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Google celebrates Mrinalini Sarabhai’s birth centenary with a doodle

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Internet search engine Google today celebrated the birth centenary of renowned Indian classical dancer Mrinalini Sarabhai with a doodle.
 
Mrinalini was born in Kerala on May 11, 1918. Her parents were S Swaminathan, a lawyer at Madras High Court and AV Ammukutty, better known as Ammu Swaminathan, a social worker and independence activist from an aristocratic Nair family at Anakkara in Palakkad.
 
During her childhood in Switzerland, she had her first lessons in dance at the Dalcroze school on the western techniques of dance. Later, Mrinalini joined Shantiniketan under the guidance of Rabindranath Tagore. She also had a short stint as a student at the American Academy of Dramatic Arts in the US.
 
On her return, she underwent training in Bharatanatyam under Meenakshi Sundaram Pillai and the classical dance-drama of Kathakali under the legendary Guru Thakazhi Kunchu Kurup.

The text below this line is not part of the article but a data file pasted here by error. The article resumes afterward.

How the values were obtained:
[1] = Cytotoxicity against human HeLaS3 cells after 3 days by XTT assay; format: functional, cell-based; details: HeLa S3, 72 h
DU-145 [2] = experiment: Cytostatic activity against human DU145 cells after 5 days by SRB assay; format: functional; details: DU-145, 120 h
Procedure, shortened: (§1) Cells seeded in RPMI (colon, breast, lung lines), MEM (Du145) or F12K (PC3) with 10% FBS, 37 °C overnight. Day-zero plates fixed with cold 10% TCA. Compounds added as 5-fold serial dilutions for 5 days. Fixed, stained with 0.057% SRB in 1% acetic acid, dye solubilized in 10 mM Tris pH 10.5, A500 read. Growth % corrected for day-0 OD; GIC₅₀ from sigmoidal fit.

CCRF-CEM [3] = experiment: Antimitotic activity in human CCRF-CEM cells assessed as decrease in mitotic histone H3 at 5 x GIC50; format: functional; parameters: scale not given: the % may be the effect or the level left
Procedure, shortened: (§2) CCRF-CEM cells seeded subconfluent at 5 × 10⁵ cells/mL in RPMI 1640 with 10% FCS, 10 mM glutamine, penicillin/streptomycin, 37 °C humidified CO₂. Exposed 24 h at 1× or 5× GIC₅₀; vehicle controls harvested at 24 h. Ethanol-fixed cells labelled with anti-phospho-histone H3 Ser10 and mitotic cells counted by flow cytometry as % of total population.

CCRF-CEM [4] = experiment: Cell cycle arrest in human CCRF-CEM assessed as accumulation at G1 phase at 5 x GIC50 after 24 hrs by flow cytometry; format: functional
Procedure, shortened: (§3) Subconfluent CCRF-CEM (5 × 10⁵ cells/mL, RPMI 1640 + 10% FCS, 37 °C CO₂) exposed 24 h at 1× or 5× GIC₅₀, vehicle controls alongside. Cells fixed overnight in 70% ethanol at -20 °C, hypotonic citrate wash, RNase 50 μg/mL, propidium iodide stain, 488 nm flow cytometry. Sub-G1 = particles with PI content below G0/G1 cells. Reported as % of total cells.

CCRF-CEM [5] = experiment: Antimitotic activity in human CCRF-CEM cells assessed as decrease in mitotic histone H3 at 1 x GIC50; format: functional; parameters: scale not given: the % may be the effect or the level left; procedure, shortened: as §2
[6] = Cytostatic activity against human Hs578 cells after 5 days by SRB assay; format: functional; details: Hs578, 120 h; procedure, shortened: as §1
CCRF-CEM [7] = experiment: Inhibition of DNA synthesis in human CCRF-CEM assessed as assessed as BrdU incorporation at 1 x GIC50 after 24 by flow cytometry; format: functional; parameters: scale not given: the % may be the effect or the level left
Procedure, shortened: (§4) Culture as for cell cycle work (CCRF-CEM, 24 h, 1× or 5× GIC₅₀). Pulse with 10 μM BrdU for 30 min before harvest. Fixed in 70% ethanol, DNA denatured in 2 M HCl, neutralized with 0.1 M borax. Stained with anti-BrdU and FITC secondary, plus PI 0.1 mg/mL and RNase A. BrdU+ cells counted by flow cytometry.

She married Vikram Sarabhai, who is considered to be the Father of the Indian Space Programme, in 1942. She has a son, Kartikeya and a daughter Mallika who too went on to attain fame in dance and theatre.
 
Mrinalini founded Darpana in Ahmedabad in 1948. A year later, she performed at the Théâtre national de Chaillot in Paris where she received critical acclaim.
 
Mrinalini has the distinction of having choreographed more than 300 dance dramas. She had also authored several novels, poetry, plays and stories for children.
 
She passed away at the age of 97 on January 20, 2016.
 
Google, in a write-up about the doodle, noted that Mrinalini had developed her own technique, spirit, and strength by training at a young age, studying both the South Indian classical dance form of Bharatanatyam and the classical dance-drama of Kathakali.
 
“One of the few classical dancers trained in more than one form, Sarabhai was able to quickly build a career in choreography and teaching. Despite seeing the continuous evolution of dance forms over her multi-decade career, she was inspired to choreograph more than three hundred dance dramas with a strong base of classical tradition behind them.
 
“Sarabhai hoped to share the craft with future generations, which led her and her husband to found the Darpana Academy of Performing Arts in 1949. The small dance academy grew to become not only a study centre for diverse art forms but one that used the power of arts to bring about positive change to the critical issues facing society.
 
“Today’s Doodle, illustrated by Sudeepti Tucker, depicts Sarabhai with her signature parasol, standing proudly in the auditorium of that same academy where her students are dancing on stage,” it added.
 
NNN
 
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